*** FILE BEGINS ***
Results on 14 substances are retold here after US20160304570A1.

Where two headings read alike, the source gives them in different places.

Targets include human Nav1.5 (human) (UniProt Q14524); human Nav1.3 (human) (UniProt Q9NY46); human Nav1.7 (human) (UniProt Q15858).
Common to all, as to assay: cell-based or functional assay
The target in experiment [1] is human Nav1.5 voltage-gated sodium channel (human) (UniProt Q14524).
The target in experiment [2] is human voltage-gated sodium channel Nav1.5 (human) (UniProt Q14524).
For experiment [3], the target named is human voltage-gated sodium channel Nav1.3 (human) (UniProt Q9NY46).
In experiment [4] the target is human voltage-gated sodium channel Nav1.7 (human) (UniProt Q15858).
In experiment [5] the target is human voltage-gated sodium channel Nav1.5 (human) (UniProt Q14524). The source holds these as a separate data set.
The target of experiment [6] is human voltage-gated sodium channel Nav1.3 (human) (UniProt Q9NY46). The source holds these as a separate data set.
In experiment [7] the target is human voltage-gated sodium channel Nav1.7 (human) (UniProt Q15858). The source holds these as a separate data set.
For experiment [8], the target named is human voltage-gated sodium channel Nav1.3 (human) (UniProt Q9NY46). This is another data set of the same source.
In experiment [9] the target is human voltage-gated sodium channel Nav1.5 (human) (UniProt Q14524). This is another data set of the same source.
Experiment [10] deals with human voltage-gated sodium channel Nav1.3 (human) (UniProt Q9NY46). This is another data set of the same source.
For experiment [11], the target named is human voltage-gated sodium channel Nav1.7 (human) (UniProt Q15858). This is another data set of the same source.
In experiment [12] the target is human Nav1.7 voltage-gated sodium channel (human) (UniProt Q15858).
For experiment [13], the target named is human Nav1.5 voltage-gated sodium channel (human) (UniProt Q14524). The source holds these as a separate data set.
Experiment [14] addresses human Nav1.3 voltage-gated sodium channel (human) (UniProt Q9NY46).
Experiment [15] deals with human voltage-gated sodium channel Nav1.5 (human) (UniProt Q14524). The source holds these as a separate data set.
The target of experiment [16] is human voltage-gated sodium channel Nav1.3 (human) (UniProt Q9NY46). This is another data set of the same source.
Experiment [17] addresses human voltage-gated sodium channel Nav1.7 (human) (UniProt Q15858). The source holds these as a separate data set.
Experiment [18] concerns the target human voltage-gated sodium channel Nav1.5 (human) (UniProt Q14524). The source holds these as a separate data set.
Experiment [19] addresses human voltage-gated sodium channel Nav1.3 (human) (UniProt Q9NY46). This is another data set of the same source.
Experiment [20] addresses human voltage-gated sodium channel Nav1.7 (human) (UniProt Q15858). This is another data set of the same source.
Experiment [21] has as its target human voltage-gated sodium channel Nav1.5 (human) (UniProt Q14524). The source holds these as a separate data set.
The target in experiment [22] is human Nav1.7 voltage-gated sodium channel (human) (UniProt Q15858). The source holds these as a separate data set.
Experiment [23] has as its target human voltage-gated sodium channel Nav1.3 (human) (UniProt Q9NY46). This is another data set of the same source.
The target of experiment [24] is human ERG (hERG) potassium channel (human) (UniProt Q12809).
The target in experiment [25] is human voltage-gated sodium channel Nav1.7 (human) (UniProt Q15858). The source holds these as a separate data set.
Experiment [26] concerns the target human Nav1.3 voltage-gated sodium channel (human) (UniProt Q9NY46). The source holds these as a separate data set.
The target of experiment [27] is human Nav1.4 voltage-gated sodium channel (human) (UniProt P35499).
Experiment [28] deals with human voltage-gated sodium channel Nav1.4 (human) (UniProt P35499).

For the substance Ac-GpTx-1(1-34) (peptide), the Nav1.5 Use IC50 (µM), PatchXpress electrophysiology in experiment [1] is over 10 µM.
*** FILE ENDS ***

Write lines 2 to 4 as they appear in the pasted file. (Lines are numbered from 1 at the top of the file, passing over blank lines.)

Where two headings read alike, the source gives them in different places.

Targets include human Nav1.5 (human) (UniProt Q14524); human Nav1.3 (human) (UniProt Q9NY46); human Nav1.7 (human) (UniProt Q15858).
Common to all, as to assay: cell-based or functional assay